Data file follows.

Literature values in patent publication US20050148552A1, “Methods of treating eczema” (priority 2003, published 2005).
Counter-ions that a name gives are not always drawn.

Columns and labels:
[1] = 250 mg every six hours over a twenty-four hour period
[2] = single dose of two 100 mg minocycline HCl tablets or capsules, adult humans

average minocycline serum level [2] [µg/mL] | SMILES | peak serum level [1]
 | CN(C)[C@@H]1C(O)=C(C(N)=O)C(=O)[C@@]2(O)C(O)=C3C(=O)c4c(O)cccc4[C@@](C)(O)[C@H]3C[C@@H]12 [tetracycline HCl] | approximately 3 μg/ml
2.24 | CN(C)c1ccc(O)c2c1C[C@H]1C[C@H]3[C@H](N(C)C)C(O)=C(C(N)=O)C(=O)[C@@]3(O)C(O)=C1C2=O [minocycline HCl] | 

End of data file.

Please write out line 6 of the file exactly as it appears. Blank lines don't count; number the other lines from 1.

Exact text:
average minocycline serum level [2] [µg/mL] | SMILES | peak serum level [1]